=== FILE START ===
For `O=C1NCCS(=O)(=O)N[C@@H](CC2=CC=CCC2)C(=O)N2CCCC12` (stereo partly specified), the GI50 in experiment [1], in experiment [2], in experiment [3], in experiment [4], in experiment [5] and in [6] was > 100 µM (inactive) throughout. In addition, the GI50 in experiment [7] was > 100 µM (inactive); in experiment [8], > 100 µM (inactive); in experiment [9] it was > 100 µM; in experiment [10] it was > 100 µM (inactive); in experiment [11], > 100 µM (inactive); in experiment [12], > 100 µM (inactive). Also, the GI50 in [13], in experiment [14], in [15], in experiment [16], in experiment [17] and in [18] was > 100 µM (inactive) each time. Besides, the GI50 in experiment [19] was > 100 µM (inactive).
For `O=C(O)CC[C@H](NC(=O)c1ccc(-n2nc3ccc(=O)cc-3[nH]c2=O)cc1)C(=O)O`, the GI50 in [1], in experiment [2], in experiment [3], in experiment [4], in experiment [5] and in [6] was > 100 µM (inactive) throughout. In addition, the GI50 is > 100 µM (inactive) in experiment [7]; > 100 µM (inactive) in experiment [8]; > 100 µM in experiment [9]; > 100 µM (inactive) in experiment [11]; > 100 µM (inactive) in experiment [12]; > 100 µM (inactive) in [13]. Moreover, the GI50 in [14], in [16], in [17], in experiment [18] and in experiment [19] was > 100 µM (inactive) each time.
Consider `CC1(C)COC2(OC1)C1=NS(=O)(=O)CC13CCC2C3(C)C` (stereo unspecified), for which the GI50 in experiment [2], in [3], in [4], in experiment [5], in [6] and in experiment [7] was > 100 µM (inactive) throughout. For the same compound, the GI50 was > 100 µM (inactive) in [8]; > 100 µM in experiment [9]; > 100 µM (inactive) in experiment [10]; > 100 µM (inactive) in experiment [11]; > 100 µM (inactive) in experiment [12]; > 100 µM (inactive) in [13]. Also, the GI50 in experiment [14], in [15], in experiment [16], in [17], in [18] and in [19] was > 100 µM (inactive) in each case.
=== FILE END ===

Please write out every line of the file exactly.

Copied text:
For `O=C1NCCS(=O)(=O)N[C@@H](CC2=CC=CCC2)C(=O)N2CCCC12` (stereo partly specified), the GI50 in experiment [1], in experiment [2], in experiment [3], in experiment [4], in experiment [5] and in [6] was > 100 µM (inactive) throughout. In addition, the GI50 in experiment [7] was > 100 µM (inactive); in experiment [8], > 100 µM (inactive); in experiment [9] it was > 100 µM; in experiment [10] it was > 100 µM (inactive); in experiment [11], > 100 µM (inactive); in experiment [12], > 100 µM (inactive). Also, the GI50 in [13], in experiment [14], in [15], in experiment [16], in experiment [17] and in [18] was > 100 µM (inactive) each time. Besides, the GI50 in experiment [19] was > 100 µM (inactive).
For `O=C(O)CC[C@H](NC(=O)c1ccc(-n2nc3ccc(=O)cc-3[nH]c2=O)cc1)C(=O)O`, the GI50 in [1], in experiment [2], in experiment [3], in experiment [4], in experiment [5] and in [6] was > 100 µM (inactive) throughout. In addition, the GI50 is > 100 µM (inactive) in experiment [7]; > 100 µM (inactive) in experiment [8]; > 100 µM in experiment [9]; > 100 µM (inactive) in experiment [11]; > 100 µM (inactive) in experiment [12]; > 100 µM (inactive) in [13]. Moreover, the GI50 in [14], in [16], in [17], in experiment [18] and in experiment [19] was > 100 µM (inactive) each time.
Consider `CC1(C)COC2(OC1)C1=NS(=O)(=O)CC13CCC2C3(C)C` (stereo unspecified), for which the GI50 in experiment [2], in [3], in [4], in experiment [5], in [6] and in experiment [7] was > 100 µM (inactive) throughout. For the same compound, the GI50 was > 100 µM (inactive) in [8]; > 100 µM in experiment [9]; > 100 µM (inactive) in experiment [10]; > 100 µM (inactive) in experiment [11]; > 100 µM (inactive) in experiment [12]; > 100 µM (inactive) in [13]. Also, the GI50 in experiment [14], in [15], in experiment [16], in [17], in [18] and in [19] was > 100 µM (inactive) in each case.